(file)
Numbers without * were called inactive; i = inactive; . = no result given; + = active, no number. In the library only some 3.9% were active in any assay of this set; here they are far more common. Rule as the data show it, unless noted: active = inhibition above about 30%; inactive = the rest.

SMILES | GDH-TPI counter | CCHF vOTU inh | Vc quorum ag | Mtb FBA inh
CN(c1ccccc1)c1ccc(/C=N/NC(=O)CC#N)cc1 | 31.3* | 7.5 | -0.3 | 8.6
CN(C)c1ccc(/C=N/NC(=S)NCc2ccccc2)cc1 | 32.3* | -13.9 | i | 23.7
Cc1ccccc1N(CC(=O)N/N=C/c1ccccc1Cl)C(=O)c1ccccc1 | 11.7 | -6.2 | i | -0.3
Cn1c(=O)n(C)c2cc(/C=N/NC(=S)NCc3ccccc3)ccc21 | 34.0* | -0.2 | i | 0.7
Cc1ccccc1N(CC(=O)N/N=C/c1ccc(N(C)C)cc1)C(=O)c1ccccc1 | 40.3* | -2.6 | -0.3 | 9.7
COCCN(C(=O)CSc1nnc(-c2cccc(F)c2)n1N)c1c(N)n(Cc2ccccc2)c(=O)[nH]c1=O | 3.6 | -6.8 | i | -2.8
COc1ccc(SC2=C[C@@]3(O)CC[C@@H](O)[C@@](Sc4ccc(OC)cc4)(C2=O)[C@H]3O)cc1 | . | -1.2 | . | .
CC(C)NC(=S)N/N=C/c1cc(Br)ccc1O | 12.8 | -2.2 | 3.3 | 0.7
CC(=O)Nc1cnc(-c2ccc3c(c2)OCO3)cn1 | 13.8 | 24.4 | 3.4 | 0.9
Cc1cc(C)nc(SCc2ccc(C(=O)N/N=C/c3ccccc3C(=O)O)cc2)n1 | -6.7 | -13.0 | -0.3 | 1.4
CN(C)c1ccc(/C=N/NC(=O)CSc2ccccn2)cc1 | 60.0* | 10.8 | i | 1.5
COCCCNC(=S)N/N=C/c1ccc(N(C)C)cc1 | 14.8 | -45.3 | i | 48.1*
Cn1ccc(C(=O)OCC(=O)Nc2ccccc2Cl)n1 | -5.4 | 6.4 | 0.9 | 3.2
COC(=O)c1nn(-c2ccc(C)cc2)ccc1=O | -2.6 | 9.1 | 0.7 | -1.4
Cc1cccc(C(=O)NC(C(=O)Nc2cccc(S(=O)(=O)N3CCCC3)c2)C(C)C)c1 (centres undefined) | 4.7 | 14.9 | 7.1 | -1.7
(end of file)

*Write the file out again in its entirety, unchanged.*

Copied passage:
Numbers without * were called inactive; i = inactive; . = no result given; + = active, no number. In the library only some 3.9% were active in any assay of this set; here they are far more common. Rule as the data show it, unless noted: active = inhibition above about 30%; inactive = the rest.

SMILES | GDH-TPI counter | CCHF vOTU inh | Vc quorum ag | Mtb FBA inh
CN(c1ccccc1)c1ccc(/C=N/NC(=O)CC#N)cc1 | 31.3* | 7.5 | -0.3 | 8.6
CN(C)c1ccc(/C=N/NC(=S)NCc2ccccc2)cc1 | 32.3* | -13.9 | i | 23.7
Cc1ccccc1N(CC(=O)N/N=C/c1ccccc1Cl)C(=O)c1ccccc1 | 11.7 | -6.2 | i | -0.3
Cn1c(=O)n(C)c2cc(/C=N/NC(=S)NCc3ccccc3)ccc21 | 34.0* | -0.2 | i | 0.7
Cc1ccccc1N(CC(=O)N/N=C/c1ccc(N(C)C)cc1)C(=O)c1ccccc1 | 40.3* | -2.6 | -0.3 | 9.7
COCCN(C(=O)CSc1nnc(-c2cccc(F)c2)n1N)c1c(N)n(Cc2ccccc2)c(=O)[nH]c1=O | 3.6 | -6.8 | i | -2.8
COc1ccc(SC2=C[C@@]3(O)CC[C@@H](O)[C@@](Sc4ccc(OC)cc4)(C2=O)[C@H]3O)cc1 | . | -1.2 | . | .
CC(C)NC(=S)N/N=C/c1cc(Br)ccc1O | 12.8 | -2.2 | 3.3 | 0.7
CC(=O)Nc1cnc(-c2ccc3c(c2)OCO3)cn1 | 13.8 | 24.4 | 3.4 | 0.9
Cc1cc(C)nc(SCc2ccc(C(=O)N/N=C/c3ccccc3C(=O)O)cc2)n1 | -6.7 | -13.0 | -0.3 | 1.4
CN(C)c1ccc(/C=N/NC(=O)CSc2ccccn2)cc1 | 60.0* | 10.8 | i | 1.5
COCCCNC(=S)N/N=C/c1ccc(N(C)C)cc1 | 14.8 | -45.3 | i | 48.1*
Cn1ccc(C(=O)OCC(=O)Nc2ccccc2Cl)n1 | -5.4 | 6.4 | 0.9 | 3.2
COC(=O)c1nn(-c2ccc(C)cc2)ccc1=O | -2.6 | 9.1 | 0.7 | -1.4
Cc1cccc(C(=O)NC(C(=O)Nc2cccc(S(=O)(=O)N3CCCC3)c2)C(C)C)c1 (centres undefined) | 4.7 | 14.9 | 7.1 | -1.7